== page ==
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Jordan's king calls on Syria's Assad to resign

King Abdullah II is the first Arab leader to publicly call for President Bashar Assad to step down. Meanwhile, the Arab League plans to send observers to Syria.

November 15, 2011|By Patrick J. McDonnell, Los Angeles Times
  • A Syrian refugee hits the television set with a shoe at a temporary home in Amman, Jordan, as other refugees watch a news conference held by Syrian Foreign Minister Walid Moallem.
A Syrian refugee hits the television set with a shoe at a temporary home in… (Ali Jarekji, Reuters )

Reporting from Beirut — Syrian President Bashar Assad faced heightened economic and political pressures Monday, as Europe imposed a new round of financial sanctions and King Abdullah II of Jordan called on the embattled autocrat to step down.

Meanwhile, the Arab League, which on Saturday moved to suspend Syria because of its failure to implement a league-brokered peace deal, said it was preparing to send a delegation of up to 500 observers into Syria. Details were still being worked out with Damascus, the league's secretary-general, Nabil Elaraby, told reporters in Cairo.

Syria has said it would welcome Arab League observers, but the Assad regime has remained defiant in the face of Arab demands that it halt violence against civilian protesters.

"The Syrian people should not be worried because Syria is not Libya," the country's foreign minister, Walid Moallem, said in a nationally televised news conference.

Moallem's comments demonstrate how the specter of Libya's longtime ruler, Moammar Kadafi, and his ultimate fate — ousted by rebels with the help of Western air power and later killed in ignominious fashion — haunts Assad's administration, which is determined to avoid what it terms "foreign interference" in its crisis.

In a BBC interview, Jordan's Abdullah became the first Arab leader to say publicly that Assad should resign.

"If Bashar has the interest of his country, he would step down, but he would also create an ability to reach out and start a new phase of political life," Abdullah said.

The Jordanian monarch — who, like Assad, succeeded his father, in this case the late King Hussein — urged Assad to create a "national dialogue" to facilitate an orderly transition after more than 40 years of Assad family rule. Jordan, a major U.S. ally bordering Syria, has itself experienced scattered protests amid the so-called Arab Spring that has swept the region.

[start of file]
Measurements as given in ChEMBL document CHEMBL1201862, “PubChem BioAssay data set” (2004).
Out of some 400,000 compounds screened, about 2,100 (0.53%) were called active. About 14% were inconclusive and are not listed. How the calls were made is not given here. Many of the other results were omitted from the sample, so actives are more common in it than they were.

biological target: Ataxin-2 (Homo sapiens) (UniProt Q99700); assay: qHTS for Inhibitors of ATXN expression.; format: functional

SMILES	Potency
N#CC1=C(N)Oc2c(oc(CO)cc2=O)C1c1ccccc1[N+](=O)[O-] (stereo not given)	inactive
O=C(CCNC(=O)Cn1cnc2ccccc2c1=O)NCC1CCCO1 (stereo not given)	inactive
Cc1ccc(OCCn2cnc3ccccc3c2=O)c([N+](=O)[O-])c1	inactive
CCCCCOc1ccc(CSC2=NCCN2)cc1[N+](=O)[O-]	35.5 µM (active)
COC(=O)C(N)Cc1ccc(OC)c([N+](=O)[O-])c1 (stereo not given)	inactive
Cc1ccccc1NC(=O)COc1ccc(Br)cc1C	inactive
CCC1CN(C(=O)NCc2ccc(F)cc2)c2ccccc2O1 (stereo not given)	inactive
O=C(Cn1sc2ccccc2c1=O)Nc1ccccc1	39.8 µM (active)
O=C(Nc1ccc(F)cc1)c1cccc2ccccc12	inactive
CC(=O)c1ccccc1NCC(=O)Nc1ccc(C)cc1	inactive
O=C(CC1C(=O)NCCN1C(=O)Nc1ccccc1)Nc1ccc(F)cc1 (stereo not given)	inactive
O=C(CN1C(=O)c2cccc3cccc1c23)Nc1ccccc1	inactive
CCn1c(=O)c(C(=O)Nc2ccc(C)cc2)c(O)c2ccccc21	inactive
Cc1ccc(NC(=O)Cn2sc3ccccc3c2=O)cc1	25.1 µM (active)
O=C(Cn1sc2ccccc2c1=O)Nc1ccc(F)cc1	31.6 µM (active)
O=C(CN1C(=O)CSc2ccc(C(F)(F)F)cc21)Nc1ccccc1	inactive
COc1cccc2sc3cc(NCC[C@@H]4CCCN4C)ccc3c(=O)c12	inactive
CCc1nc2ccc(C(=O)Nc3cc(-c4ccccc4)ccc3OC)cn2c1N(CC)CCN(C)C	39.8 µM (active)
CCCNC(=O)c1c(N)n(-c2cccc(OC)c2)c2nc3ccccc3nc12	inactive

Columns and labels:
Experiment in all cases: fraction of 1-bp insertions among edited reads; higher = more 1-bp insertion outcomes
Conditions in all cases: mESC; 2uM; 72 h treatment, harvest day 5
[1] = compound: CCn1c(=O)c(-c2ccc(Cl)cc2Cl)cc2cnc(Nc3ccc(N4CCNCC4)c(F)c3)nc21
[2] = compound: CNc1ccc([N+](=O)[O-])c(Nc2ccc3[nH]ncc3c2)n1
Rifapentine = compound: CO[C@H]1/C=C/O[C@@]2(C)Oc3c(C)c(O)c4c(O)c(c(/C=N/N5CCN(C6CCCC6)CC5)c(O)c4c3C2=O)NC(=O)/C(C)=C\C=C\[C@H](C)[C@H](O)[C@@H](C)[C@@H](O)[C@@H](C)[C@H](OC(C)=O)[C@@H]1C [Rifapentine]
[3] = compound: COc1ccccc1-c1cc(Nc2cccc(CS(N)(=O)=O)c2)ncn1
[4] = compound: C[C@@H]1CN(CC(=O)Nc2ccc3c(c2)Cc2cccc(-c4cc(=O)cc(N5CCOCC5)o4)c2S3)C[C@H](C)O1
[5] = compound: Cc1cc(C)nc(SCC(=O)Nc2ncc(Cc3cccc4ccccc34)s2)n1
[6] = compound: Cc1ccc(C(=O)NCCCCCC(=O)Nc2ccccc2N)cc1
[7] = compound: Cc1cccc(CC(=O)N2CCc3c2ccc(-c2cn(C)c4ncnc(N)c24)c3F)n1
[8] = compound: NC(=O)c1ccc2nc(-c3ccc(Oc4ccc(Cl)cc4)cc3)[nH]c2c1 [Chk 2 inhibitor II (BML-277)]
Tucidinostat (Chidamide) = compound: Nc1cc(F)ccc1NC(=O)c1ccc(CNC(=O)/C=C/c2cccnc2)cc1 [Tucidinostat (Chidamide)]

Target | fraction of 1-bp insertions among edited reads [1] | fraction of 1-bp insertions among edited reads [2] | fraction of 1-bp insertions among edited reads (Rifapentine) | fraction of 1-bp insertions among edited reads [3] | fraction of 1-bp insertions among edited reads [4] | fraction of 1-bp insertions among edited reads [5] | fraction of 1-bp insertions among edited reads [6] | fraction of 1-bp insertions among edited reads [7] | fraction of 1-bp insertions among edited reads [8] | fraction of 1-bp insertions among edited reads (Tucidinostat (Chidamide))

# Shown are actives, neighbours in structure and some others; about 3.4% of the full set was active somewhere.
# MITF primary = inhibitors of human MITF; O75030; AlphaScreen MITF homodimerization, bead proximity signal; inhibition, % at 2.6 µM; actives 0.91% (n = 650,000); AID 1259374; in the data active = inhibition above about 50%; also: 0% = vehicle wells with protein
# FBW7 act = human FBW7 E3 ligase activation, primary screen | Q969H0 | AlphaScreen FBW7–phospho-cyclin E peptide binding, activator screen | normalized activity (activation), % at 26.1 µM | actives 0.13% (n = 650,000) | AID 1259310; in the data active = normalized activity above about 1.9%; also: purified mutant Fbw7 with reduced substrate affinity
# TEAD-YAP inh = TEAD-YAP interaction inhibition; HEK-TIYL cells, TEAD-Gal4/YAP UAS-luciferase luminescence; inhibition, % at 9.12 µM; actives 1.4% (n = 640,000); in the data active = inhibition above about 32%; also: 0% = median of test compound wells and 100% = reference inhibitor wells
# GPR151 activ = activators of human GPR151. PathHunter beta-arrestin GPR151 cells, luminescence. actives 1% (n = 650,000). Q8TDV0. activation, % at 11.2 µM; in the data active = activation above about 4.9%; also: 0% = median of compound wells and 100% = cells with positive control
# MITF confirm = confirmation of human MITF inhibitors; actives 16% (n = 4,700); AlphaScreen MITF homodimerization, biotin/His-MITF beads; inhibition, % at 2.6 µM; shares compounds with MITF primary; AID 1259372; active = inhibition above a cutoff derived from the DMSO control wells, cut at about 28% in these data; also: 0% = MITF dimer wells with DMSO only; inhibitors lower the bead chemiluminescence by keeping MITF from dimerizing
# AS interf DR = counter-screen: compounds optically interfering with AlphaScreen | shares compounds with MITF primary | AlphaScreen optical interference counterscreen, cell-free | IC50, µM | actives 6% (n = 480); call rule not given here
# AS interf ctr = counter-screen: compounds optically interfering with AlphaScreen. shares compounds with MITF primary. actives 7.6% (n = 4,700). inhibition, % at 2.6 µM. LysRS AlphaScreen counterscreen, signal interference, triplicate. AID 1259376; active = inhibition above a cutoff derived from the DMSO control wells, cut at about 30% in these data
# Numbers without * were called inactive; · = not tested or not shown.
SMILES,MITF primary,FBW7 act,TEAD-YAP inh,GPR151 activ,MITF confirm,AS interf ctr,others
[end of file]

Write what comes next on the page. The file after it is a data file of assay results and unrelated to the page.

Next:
The Syrian uprising began in March near the Jordanian border in the southwestern provincial city of Dara. Opposition activists reported that at least 28 people were killed Monday in that area, some in clashes between armed rebels and security forces at the city's northern entrance. The official government news agency said at least two law enforcement officers were killed and an unspecified number wounded in clashes with a "terrorist group" in the vicinity of Dara.

The opposition reported at least 50 killed nationwide Monday. The death toll could not be independently confirmed.

On Saturday, the Arab League moved to suspend Syria's membership in the group after concluding that Damascus had failed to implement the league-brokered peace plan it had signed. The pact mandates that Syria withdraw troops from towns and cities, release prisoners and initiate a dialogue with the opposition.

Foreign Minister Moallem on Monday labeled the league's decision "a very dangerous step," reflecting widespread outrage in Syria, a founding member of the 22-nation league. But he did issue an apology for attacks on foreign missions in Syria by pro-Assad loyalists.

Opponents who have demanded Assad's departure applauded the league's move as likely to hasten his exit.

Whether the faltering peace plan can be revived remains unclear, though Damascus insists it is committed to the process. Arab ministers gave Syria until Wednesday to demonstrate compliance. A league meeting is scheduled for Wednesday in Rabat, Morocco.

In Brussels, the European Union moved to impose additional economic sanctions, freezing more than a dozen Syrian accounts and suspending development loans from the European Investment Bank. It was the latest round of penalties from Europe, which has already declared an embargo on purchases of Syrian oil. Washington has also imposed sanctions.

Analysts say Syria's economy is reeling under the combined effects of sanctions, continued unrest, the collapse of its tourism industry and capital flight.

Both Washington and leading Western European nations have called for Assad to step down because of what the United Nations calls a "brutal" crackdown on dissent that has left at least 3,500 people dead since the protests began. Damascus says militant Islamic "terrorists" have killed more than 1,000 security personnel.

The Assad government is determined to make sure that Syria does not become a replay of what happened in Libya, where a Western-led bombing campaign hastened the fall of Kadafi. Western leaders have disavowed any intention to intervene militarily in Syria.

But some officials and human rights groups have pushed for U.N. action to help protect Syrian civilians, perhaps by dispatching international monitors into the country. Damascus is opposed to any U.N. involvement, viewing it as a step toward foreign interference.

It was a U.N. resolution aimed at protecting civilians that provided legal authority for NATO's bombing of Libya. An Arab League call for a no-fly zone over Libya paved the way for the U.N. action.

The Syrian foreign minister vowed Monday that the "Libyan scenario will not be repeated as there is no justification for repeating it."

patrick.mcdonnell@latimes.com

Amro Hassan of The Times' Cairo bureau contributed to this report.

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